On the banks of Charles River in Cambridge, Massachusetts you will find a stately university campus that is of some significance to the field of Open Education.
Of course, we are talking about the Massachusetts Institute of Technology (MIT) and the above mentioned significance is much more than “some.”
The 2001 launch of MIT OpenCourseWare (OCW) where course content of all MIT courses was shared openly under Creative Commons Licenses was a key catalyst in the worldwide spread of the Open Education movement. As of August 2022, over 7000 classroom lectures have been shared to the OCW YouTube Channel followed by over 4 million subscribers. Explore a few samples of OCW’s “Hidden Gems.”
The interest of other institutions to follow MIT’s groundbreaking move of openly sharing their course materials led to the 2008 creation of Open Courseware Consortium (OCWC), now known as Open Education Global (that’s us!). That connection is visible in the right side of the footer of the MIT OCW web site. MIT is a long time sustaining member of OEGlobal and we appreciate that this connection has been sustained to the present.
Thus, in December 2022 when new OEGlobal Executive Director Andreiá Inamorato had meetings planned in Boston, she had good reason to pay a visit to that Cambridge campus of what we might consider OEG “Member Zero”.
Andreia reports a very constructive meeting with three representatives of the 164 member team from MIT Open Learning.
As a recognized leader of innovation in many disciplines, MIT has especially demonstrated continued investment in ‘Open’ over the years, by placing it at the heart of major initiatives that reach far beyond. MIT Open Learning is the hub for several educational initiatives, such as MIT Open CourseWare, MITx, MicroMasters, and MIT Open Learning Library.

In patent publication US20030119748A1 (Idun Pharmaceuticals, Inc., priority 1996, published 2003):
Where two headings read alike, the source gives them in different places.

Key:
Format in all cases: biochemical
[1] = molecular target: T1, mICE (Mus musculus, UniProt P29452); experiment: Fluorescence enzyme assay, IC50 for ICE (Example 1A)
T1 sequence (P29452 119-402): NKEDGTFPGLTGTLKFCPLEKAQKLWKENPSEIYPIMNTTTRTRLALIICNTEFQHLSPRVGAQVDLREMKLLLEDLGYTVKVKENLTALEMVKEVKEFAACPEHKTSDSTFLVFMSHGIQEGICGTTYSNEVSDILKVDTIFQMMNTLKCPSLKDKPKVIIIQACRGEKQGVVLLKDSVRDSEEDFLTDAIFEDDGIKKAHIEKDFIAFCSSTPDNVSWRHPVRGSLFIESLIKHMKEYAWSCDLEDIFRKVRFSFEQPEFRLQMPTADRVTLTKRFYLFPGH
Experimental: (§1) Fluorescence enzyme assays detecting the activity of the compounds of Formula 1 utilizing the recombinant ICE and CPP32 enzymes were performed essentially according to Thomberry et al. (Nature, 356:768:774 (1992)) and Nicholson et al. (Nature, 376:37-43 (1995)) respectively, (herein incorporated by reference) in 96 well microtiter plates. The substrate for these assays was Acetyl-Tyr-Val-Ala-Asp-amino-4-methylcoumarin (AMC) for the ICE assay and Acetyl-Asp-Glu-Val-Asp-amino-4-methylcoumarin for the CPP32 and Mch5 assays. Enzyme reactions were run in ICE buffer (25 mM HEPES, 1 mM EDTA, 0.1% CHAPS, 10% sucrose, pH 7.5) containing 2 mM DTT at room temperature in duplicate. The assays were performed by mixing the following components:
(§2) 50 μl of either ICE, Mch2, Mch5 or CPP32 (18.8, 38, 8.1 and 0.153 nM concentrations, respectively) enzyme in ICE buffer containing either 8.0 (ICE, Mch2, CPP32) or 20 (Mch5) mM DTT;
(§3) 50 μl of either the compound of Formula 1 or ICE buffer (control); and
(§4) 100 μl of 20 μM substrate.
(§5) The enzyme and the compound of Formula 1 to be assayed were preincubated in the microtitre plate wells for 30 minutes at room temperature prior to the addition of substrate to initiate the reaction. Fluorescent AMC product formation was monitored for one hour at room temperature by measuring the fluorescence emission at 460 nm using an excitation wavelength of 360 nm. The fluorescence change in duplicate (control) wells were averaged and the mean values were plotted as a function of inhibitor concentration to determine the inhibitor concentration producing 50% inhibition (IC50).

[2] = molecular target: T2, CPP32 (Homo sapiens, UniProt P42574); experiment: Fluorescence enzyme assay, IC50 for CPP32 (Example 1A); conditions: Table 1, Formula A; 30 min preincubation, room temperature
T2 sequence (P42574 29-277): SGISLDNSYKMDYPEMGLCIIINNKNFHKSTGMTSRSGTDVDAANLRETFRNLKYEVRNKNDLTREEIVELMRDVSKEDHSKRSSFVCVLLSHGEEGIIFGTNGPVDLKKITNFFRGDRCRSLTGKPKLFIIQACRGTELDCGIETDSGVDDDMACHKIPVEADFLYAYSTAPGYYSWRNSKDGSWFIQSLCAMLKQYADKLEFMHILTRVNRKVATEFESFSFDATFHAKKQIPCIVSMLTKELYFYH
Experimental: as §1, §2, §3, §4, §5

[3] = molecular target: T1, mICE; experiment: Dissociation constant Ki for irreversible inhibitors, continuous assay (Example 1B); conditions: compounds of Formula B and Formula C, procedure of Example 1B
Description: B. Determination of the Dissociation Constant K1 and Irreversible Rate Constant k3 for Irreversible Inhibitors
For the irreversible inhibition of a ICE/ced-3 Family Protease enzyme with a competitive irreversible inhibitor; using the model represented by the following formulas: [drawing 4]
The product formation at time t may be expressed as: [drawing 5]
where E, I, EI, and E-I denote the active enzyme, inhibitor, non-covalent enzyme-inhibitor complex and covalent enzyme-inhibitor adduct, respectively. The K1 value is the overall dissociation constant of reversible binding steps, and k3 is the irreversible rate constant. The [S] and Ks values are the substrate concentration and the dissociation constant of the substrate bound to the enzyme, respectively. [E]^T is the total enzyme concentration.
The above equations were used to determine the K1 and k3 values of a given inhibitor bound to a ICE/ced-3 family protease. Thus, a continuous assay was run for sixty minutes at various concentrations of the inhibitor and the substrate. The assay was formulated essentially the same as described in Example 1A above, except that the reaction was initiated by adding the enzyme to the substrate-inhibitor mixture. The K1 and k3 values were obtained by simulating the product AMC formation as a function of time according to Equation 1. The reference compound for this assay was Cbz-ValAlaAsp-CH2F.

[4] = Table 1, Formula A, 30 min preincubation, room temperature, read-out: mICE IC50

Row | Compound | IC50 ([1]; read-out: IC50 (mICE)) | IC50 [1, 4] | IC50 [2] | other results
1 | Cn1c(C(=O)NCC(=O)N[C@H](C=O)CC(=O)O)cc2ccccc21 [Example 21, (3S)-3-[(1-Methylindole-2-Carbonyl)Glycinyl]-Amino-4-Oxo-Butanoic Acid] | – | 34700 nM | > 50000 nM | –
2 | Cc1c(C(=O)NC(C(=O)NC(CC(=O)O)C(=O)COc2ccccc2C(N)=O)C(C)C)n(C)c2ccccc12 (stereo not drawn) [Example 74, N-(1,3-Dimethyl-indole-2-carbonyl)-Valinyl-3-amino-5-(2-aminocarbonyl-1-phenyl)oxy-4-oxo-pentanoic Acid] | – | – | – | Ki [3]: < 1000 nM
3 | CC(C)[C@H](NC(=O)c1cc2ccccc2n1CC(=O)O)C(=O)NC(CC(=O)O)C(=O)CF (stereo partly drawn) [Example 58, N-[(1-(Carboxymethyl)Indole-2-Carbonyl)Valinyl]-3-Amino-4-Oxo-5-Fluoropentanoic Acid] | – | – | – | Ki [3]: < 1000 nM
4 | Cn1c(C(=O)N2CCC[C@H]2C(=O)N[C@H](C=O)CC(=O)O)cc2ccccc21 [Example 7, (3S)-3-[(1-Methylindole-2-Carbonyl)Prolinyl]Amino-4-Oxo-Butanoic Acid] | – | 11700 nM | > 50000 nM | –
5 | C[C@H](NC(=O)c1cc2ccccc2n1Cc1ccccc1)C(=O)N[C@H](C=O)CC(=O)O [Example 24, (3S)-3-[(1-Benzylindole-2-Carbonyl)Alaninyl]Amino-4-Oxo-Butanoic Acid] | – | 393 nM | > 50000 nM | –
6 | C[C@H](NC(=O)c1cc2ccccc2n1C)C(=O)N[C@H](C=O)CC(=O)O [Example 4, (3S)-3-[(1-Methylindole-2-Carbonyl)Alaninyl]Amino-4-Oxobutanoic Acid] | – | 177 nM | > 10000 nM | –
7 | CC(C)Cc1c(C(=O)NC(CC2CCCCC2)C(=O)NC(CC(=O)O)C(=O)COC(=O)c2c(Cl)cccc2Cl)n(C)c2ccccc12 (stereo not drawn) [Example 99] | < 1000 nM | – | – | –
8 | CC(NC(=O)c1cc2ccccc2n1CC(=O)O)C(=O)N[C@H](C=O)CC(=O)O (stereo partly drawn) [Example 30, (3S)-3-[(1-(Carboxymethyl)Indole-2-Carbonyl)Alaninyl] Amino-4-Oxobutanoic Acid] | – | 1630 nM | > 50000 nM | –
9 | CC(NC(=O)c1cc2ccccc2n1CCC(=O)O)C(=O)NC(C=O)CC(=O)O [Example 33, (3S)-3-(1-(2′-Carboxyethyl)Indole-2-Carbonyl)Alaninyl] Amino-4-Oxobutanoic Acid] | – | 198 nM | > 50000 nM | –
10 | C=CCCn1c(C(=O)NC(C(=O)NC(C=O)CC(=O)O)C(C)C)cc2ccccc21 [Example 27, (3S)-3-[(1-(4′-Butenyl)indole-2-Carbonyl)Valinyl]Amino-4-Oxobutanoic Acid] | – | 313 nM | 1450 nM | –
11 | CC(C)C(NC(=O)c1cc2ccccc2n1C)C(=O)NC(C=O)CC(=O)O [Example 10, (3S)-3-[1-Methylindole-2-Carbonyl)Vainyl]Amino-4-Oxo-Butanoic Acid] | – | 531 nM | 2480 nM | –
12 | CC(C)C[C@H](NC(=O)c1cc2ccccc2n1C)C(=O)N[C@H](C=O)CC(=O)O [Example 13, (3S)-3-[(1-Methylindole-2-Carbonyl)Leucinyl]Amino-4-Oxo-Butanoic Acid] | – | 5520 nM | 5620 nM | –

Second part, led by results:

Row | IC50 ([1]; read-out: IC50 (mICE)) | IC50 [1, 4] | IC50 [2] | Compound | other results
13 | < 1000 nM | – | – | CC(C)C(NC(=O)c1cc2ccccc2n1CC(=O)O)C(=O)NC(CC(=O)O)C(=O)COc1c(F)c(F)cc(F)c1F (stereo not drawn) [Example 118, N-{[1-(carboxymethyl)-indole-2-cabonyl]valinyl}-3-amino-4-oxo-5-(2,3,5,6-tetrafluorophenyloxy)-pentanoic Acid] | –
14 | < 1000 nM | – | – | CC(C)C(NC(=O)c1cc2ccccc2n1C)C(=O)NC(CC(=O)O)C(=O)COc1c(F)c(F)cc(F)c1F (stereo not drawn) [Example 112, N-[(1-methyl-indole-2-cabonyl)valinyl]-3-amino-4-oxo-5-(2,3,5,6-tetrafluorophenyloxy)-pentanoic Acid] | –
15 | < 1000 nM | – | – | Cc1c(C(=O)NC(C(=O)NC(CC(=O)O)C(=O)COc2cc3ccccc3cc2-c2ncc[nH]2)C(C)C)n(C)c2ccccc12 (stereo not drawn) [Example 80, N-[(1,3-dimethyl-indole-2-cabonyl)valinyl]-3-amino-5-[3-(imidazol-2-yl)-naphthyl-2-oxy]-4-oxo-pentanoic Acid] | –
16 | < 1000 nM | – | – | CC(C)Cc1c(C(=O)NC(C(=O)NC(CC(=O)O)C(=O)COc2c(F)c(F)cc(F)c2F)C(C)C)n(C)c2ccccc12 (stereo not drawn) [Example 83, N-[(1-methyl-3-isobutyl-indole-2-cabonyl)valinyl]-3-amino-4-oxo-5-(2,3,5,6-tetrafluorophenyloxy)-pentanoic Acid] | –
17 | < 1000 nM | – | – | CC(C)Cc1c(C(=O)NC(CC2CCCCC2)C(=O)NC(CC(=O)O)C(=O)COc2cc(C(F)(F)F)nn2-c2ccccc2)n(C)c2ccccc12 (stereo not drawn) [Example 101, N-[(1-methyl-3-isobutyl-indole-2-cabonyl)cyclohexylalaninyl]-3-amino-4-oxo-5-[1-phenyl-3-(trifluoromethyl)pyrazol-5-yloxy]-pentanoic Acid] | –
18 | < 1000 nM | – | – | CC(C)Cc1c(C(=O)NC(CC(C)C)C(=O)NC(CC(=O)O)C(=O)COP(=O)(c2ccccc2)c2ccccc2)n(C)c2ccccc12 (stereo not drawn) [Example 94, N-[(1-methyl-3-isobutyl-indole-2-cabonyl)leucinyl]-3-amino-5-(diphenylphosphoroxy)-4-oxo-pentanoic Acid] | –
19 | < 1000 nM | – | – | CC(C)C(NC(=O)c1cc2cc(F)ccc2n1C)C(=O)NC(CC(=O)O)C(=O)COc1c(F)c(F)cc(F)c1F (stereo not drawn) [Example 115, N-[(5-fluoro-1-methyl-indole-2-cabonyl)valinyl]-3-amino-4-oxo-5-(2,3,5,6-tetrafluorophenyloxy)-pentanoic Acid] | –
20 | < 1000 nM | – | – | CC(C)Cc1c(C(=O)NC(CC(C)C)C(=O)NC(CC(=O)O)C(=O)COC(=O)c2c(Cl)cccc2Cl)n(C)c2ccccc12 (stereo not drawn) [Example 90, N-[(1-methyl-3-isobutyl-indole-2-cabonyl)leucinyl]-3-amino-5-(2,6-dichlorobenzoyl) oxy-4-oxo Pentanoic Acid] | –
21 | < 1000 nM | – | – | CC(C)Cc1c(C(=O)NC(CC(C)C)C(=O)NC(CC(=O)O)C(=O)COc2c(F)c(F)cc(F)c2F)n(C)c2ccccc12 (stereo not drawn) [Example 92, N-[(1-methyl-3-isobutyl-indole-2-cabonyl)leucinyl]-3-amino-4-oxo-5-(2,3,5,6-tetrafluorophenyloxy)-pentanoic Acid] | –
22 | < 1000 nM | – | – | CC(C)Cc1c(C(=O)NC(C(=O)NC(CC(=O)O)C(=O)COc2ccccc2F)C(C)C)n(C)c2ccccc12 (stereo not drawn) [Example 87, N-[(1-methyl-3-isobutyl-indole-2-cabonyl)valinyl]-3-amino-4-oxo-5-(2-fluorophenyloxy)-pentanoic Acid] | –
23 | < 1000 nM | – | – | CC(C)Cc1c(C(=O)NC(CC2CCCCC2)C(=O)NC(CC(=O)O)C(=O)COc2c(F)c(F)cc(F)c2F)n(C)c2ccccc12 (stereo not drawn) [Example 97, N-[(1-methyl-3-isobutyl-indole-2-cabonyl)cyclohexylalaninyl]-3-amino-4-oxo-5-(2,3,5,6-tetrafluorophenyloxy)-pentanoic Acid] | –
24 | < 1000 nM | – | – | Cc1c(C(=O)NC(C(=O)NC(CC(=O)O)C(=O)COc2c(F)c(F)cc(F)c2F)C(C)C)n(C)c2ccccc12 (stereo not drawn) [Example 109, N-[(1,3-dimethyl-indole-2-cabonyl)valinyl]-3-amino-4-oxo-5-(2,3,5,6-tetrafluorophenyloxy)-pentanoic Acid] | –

Some of MIT Open Learning’s innovative programs live under the MIT Open platform, including Chalk Radio, an OpenCourseWare podcast about inspired teaching, the Lemelson-MIT Program Let’s Invent, the MIT Alumnai for Climate Action platform, as well as MIT Bootcamp, Teach Remote to support remote teaching, and Justin Reich’s investigation into the art and craft of teaching through Teach Lab, plus much more.
One example of an OEGlobal/MIT connection already established is via OEGlobal’s Community College Consortium for OER (CCCOER) in a shared goal to advocate for and support the development of inclusive, antiracist, and diverse OER to enhance educational equity. Recognizing the leadership of community colleges in equitable access to education, the MIT team has reached out to CCCOER to identify community colleges interested in adapting and enhancing Open Educational Resources (OER) from OCW to use with their students. CCCOER co-leads the Open for Antiracism Program, a faculty development program aiming to transform teaching and learning to be antiracist through the use of OER and open pedagogy.
In her visit with the MIT Open Learning team, Andreia reports that a number of new ideas for MIT/OEGlobal collaboration were discussed. You can expect to learn more in the coming months through our communication channels. Plus we are scheduling an upcoming OEG Voices podcast where we can learn more about the current projects and interests of MIT Open Learning and how to create mutually beneficial opportunities with the OEGlobal community.
We expect many readers have experienced the value of MIT’s contributions to Open Education. Do you want to learn more about or engage with MIT Open Learning initiatives? Share your perspectives and ask questions with ongoing conversations in the OEG Connect community.
Featured Image: Massachusetts Institute of Technology, located in Cambridge, skyline across the Charles River is Boston, Mass. public domain Tichnor Brothers postcard image from Wikimedia Commons.
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